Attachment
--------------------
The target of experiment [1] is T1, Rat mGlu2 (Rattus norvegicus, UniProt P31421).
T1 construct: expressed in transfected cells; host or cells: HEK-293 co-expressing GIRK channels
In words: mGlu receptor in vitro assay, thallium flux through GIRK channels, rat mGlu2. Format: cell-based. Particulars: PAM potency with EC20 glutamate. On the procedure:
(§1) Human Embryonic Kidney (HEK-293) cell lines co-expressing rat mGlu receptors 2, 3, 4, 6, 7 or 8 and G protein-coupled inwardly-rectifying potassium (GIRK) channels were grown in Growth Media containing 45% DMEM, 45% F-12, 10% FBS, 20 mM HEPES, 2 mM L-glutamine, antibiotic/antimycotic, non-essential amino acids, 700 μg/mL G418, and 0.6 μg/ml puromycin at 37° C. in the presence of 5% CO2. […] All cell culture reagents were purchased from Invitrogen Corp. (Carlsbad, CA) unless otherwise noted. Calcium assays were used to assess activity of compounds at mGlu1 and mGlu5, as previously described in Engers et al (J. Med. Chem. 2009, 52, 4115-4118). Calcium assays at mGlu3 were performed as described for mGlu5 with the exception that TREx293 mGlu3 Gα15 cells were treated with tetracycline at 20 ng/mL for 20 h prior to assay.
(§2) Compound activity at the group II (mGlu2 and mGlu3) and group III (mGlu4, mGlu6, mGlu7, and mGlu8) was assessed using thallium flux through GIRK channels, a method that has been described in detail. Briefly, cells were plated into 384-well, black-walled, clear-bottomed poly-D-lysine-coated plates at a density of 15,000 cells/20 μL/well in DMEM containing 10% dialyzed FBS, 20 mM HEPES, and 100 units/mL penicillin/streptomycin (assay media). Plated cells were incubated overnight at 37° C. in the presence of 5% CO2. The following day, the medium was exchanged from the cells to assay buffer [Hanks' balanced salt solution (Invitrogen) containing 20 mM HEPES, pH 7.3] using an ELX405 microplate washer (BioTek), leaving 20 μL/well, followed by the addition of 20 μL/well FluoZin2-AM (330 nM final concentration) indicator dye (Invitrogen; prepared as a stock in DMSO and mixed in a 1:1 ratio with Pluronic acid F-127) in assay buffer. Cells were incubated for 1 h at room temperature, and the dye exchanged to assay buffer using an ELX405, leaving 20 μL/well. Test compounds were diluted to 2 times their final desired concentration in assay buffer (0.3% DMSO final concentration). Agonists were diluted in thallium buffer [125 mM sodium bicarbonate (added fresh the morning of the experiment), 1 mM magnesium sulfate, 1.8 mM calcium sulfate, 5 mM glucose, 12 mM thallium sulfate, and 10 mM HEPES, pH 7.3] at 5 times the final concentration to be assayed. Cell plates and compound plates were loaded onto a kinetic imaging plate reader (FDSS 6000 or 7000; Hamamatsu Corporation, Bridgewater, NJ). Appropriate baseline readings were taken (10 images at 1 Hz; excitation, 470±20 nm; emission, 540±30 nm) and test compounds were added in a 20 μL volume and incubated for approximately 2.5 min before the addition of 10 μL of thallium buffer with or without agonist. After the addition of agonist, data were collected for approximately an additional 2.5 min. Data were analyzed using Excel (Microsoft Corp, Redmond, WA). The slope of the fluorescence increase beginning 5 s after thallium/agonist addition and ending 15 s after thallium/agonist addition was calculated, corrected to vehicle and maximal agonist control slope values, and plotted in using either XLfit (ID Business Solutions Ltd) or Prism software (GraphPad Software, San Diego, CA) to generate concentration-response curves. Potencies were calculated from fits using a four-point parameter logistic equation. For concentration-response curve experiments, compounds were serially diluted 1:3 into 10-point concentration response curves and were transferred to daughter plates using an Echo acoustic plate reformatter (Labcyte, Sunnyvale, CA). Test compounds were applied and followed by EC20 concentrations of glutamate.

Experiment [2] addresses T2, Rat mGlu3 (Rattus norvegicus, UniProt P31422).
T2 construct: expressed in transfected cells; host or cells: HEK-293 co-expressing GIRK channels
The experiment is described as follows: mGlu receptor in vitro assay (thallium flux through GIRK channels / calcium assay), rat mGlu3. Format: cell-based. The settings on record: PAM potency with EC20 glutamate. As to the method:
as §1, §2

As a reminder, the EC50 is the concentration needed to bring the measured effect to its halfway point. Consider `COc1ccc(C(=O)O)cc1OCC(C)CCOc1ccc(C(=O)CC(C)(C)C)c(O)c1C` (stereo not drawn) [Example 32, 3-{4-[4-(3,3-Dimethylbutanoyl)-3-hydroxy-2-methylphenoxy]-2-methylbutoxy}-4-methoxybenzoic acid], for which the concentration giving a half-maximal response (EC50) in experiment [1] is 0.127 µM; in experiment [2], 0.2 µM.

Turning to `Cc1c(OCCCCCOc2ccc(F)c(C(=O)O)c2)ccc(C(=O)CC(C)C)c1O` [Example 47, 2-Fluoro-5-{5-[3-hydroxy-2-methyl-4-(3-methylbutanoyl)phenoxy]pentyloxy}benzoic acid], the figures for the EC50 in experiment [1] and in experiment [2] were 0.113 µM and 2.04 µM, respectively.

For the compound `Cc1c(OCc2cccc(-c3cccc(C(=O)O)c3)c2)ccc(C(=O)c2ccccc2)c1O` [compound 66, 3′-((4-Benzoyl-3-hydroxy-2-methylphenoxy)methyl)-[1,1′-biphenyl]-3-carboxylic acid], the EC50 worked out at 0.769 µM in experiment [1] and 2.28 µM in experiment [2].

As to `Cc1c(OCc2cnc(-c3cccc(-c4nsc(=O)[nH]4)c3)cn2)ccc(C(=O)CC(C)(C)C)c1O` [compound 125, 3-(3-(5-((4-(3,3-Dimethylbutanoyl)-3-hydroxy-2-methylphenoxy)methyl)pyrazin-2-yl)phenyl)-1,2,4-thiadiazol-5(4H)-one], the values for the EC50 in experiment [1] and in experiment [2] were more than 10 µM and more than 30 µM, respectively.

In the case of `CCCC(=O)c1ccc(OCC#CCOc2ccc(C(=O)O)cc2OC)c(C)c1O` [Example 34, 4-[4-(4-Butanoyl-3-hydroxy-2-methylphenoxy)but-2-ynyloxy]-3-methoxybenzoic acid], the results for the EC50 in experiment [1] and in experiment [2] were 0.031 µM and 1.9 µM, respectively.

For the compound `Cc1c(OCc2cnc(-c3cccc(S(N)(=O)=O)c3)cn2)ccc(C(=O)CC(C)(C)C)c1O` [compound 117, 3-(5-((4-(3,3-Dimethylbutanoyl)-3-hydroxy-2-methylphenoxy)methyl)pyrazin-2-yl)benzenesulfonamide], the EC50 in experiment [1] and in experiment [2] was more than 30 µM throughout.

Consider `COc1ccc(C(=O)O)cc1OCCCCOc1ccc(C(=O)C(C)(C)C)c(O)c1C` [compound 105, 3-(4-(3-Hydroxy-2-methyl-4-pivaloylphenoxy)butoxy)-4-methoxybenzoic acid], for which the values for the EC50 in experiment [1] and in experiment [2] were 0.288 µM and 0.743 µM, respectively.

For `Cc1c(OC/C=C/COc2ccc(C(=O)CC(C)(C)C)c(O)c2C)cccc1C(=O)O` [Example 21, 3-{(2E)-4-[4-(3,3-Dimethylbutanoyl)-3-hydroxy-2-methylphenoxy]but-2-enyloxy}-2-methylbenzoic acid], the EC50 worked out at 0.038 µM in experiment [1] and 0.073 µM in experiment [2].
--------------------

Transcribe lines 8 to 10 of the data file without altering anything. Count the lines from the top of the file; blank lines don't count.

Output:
The experiment is described as follows: mGlu receptor in vitro assay (thallium flux through GIRK channels / calcium assay), rat mGlu3. Format: cell-based. The settings on record: PAM potency with EC20 glutamate. As to the method:
as §1, §2

As a reminder, the EC50 is the concentration needed to bring the measured effect to its halfway point. Consider `COc1ccc(C(=O)O)cc1OCC(C)CCOc1ccc(C(=O)CC(C)(C)C)c(O)c1C` (stereo not drawn) [Example 32, 3-{4-[4-(3,3-Dimethylbutanoyl)-3-hydroxy-2-methylphenoxy]-2-methylbutoxy}-4-methoxybenzoic acid], for which the concentration giving a half-maximal response (EC50) in experiment [1] is 0.127 µM; in experiment [2], 0.2 µM.